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USB 2.0 can burn rubber

By Frank Bajak

Associated Press

NEW YORK -- We always do end up succumbing to the digital arms race -- buying a bigger hard drive, doubling our computer's memory, upgrading from CD to CD-RW drives -- then to DVD.

Computing enthusiasts, prepare to reach again for your wallet.

USB 2.0 is why. It's for anyone who gnashes with impatience at slow data transfer speeds to external CD burners, hard drives or other storage devices.

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The new technology is an upgrade of Universal Serial Bus, or USB, a 6-year-old standard for hooking up computers and peripherals -- disk drives, mice, keyboards, modems, printers, personal digital assistants.

As technologies go, USB has been revolutionary, making computers more user-friendly, if that's possible.

Its best feature is hot-swappability. Which means you don't need to reboot every time you hook up a new Webcam or Zip drive, for example.

In time, USB and its rival FireWire (a.k.a. IEEE 1394) will render parallel and serial ports obsolete.

USB version 1.1 had a bulging Achilles heel, of course -- a maximum data transfer rate of just 12 megabits per second. The new version is 40 times faster -- up to 480 mbps, slightly faster than FireWire's 400 mbps.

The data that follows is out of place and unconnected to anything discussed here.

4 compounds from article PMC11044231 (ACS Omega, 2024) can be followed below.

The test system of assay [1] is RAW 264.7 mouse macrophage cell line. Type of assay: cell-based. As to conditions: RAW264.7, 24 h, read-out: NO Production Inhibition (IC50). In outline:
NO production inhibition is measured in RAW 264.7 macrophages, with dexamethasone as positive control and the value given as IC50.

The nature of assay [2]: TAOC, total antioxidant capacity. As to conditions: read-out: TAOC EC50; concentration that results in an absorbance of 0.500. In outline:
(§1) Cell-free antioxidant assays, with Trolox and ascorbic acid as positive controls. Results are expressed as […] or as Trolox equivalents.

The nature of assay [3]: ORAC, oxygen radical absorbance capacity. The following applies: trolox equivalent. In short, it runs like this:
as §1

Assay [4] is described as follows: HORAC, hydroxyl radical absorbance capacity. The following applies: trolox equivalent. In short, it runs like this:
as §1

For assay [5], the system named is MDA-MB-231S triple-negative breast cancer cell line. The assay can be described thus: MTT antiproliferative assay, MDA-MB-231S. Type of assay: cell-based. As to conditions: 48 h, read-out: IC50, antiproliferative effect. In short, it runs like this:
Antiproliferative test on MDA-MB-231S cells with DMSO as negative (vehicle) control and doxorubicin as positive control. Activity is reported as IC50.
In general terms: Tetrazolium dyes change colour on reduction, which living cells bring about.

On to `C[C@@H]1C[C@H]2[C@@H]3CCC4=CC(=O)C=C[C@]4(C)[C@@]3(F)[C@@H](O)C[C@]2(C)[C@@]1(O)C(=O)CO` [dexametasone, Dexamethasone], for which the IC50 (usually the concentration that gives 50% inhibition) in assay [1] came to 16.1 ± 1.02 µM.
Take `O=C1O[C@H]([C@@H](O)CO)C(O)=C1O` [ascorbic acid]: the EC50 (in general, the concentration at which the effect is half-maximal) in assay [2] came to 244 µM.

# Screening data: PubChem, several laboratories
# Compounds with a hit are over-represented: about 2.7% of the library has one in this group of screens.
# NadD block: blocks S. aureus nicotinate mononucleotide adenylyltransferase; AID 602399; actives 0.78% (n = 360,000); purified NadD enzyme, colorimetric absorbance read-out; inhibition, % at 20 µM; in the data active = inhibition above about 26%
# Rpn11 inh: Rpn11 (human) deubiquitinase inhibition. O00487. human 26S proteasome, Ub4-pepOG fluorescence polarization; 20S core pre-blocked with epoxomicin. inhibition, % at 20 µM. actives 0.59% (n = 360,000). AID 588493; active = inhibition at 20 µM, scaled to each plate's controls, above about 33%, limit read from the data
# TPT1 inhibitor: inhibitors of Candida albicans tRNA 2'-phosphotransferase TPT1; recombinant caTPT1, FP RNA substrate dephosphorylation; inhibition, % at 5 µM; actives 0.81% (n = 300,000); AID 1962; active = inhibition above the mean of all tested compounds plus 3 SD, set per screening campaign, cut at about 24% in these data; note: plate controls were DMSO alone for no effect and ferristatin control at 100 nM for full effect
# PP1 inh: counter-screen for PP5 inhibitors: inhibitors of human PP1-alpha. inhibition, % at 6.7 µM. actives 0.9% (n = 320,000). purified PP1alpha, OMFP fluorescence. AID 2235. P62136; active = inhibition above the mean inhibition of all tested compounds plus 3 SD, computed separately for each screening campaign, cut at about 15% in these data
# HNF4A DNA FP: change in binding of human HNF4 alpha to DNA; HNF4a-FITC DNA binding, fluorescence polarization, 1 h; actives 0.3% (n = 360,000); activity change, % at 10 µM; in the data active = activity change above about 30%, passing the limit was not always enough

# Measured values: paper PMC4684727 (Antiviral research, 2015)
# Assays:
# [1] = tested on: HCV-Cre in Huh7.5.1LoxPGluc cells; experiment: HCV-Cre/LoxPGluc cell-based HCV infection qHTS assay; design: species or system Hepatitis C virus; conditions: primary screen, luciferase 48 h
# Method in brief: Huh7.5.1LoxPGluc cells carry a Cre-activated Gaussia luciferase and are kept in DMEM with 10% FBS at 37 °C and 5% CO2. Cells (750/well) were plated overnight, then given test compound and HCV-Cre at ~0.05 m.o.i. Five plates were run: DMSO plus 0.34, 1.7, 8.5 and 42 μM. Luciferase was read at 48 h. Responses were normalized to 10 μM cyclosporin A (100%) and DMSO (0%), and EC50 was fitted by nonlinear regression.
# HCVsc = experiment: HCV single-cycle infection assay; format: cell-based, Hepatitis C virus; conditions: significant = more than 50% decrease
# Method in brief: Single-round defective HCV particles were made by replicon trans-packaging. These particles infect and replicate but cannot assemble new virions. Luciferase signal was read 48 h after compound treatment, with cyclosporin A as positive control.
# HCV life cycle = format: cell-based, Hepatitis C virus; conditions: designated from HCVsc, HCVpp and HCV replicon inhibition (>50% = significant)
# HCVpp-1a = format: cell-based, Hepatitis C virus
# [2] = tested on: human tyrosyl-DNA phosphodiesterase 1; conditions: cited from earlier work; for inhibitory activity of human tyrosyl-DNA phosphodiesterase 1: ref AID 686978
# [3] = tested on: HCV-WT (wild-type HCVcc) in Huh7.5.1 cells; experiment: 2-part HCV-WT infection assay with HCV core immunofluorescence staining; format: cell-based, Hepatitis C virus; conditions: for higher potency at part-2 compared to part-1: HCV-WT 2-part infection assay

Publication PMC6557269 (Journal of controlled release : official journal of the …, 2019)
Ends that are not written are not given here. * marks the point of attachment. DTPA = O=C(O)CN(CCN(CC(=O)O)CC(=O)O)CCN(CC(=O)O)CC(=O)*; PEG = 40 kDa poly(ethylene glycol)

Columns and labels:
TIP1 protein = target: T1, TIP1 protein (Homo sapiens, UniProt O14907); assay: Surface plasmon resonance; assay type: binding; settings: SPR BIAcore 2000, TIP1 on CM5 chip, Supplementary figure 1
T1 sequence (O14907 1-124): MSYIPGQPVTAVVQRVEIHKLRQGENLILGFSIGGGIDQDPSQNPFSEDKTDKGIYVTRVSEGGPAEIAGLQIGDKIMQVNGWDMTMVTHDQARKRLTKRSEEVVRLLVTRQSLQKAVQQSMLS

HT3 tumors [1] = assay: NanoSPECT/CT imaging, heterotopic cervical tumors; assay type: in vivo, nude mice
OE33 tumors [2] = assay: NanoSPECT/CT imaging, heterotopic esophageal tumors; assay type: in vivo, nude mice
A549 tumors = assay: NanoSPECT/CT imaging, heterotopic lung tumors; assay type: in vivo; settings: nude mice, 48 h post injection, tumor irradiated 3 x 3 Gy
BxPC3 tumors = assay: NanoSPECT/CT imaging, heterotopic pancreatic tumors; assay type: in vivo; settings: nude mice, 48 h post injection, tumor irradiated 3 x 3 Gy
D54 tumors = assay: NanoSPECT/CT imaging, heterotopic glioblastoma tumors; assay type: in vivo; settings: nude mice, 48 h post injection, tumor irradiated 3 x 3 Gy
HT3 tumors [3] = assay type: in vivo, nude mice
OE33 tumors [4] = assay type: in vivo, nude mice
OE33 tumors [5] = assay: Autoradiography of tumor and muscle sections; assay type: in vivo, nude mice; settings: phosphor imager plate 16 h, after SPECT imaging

So if you're grappling like me with more digital audio and video files (and the bigger drives they fill), this is a godsend. The floodgates are now open.

I got a five-port USB 2.0 card (one internal, four external) from IOgear late last year but only recently installed the $59 card in my computer.

Here's what it did for me:

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In 3 minutes and 12 seconds, it transferred a 1.06 gigabyte video file to a slim 10-gigabyte external USB 2.0 Disk-On-The-Go hard drive (about $150) by BUSlink.

Moving the same file to the Disk-On-The-Go drive via my computer's USB 1.1 port took 21 minutes -- more than enough time to make a pot of tea.

I also tried a new USB 2.0 external hard drive from Que. The 80-gigabyte drive (about $390) lapped up that 1.06 MB file in 2 minutes, 18 seconds.

Transfer speeds are, of course, only as fast as a given device can handle.

USB 2.0 is backward- and forward-compatible.

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